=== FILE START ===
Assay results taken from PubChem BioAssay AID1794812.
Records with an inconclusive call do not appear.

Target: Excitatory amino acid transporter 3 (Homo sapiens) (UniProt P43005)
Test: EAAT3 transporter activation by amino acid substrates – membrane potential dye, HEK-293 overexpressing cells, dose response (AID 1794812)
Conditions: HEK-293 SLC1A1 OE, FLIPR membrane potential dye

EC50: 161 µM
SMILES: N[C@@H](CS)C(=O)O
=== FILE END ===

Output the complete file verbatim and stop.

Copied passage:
Assay results taken from PubChem BioAssay AID1794812.
Records with an inconclusive call do not appear.

Target: Excitatory amino acid transporter 3 (Homo sapiens) (UniProt P43005)
Test: EAAT3 transporter activation by amino acid substrates – membrane potential dye, HEK-293 overexpressing cells, dose response (AID 1794812)
Conditions: HEK-293 SLC1A1 OE, FLIPR membrane potential dye

EC50: 161 µM
SMILES: N[C@@H](CS)C(=O)O